The Center for SETI Research uses the Allen Telescope Array (ATA) and the SonATA signal processing system to observe the thousands of candidate exoplanets being found by the Kepler spacecraft, as well as the confirmed exoplanets cataloged in the Exoplanet Encyclopedia. We are exploring the quiet terrestrial microwave window from 1 to 10 GHz, looking for deliberately broadcast signals from distant technological civilizations. Our signal detection system has been optimized to find narrowband signals exhibiting a degree of frequency compression that is not expected from any form of natural astrophysical emitters. For strong signals, there is limited sensitivity to broadband signals.
The ATA currently consists of 42 6.1m antennas and is designed to grow to 350 antennas. Because of the small size of the individual dishes, the array observes a large field of view having a FWHM = 3.5°/ (f in GHz). We utilize three phased array beamformers to observe three objects at the same time. Although we usually observe with all three beamformers tuned to the same sky frequency, it is possible to tune two of them to one frequency and the third to another frequency within the 1-10 GHz range. We follow up on detected candidate signals in near-real-time in order to discriminate against human-generated sources of radio frequency interference. Thus we have poor sensitivity to transient signals whose persistence is less than a few minutes.
The SonATA system is fully automated and is controlled by observing scripts. The beamformers are calibrated (focused) over a frequency span of several hundred megahertz at least once every 24 hours. Targets are selected for each of the beams and data are collected, and temporarily stored, from an input bandwidth of 104 MHz and filtered down to individual spectral bins ~1 Hz in width. These stored data are analyzed by efficient signal detectors optimized for drifting continuous wave signals or drifting pulses, while new data are being collected at the next, higher frequency. Signal paths identified as having statistically significant power levels are flagged as candidates by the detector algorithms and followed up on in the next activity cycle. If no candidates are found, the next activity cycle analyzes the next batch of data in temporary storage and collects data at the next higher frequency. Before classification as a candidate signal, simple tests exclude signals that have zero drift (they are internally generated and locked to the observatory frequency standard), or signals that are seen in more than one beam at the same time (they are entering the far sidelobes of the synthesized beams), or signals that are cataloged in an RFI database for the past week, as being due to interference. Any remaining candidates are scheduled for a sequence of reobservations on and off the source direction. Candidates that are not reacquired when reobserved, or are seen when pointing off source are reclassified as interference and the automated observing script continues with the next frequency range to be observed.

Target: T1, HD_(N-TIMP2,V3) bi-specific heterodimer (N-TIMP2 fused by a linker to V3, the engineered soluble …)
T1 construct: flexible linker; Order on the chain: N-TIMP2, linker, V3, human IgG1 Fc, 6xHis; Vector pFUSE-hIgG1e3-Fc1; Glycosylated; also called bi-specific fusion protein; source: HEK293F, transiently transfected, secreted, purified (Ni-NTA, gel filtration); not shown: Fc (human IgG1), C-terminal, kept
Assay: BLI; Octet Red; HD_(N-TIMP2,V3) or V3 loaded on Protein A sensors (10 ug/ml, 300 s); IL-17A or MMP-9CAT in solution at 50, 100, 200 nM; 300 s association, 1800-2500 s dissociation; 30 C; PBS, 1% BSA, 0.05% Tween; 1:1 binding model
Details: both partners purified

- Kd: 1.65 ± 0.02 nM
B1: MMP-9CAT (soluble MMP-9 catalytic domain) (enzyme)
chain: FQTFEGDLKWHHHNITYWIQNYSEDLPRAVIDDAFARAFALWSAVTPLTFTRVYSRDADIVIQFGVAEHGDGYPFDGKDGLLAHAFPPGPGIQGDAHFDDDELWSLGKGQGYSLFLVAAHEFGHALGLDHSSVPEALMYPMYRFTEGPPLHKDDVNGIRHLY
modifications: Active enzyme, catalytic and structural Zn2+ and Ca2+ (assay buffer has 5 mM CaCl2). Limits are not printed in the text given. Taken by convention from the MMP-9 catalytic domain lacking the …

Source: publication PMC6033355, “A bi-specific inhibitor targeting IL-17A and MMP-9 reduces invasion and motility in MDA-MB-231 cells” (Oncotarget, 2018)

There are regions of the microwave window that are heavily used for terrestrial communication services. Sometimes the signal detectors register so many different signals at the same time that it becomes impossible to complete the process of classifying signal candidates within the time allotted to each activity cycle. Such spectral regions are labeled ‘crowded bands’ and are subsequently ignored during observations. In an attempt to recapture these frequency bands, we are experimenting with a citizen science application called SETI Live!. Over time, small portions of these crowded bands are displayed to volunteers who help to identify and classify these signals, closing the feedback-loop to the SonATA detectors at the same near-real-time cadence as the software system. The ultimate purpose of this activity is to detect an extraterrestrial signal that might otherwise have been missed among all the terrestrial signals. If volunteers can help to recognize the transmitting source for these crowded bands, then it may eventually become possible to schedule around the interfering transmitters and regain these frequencies again.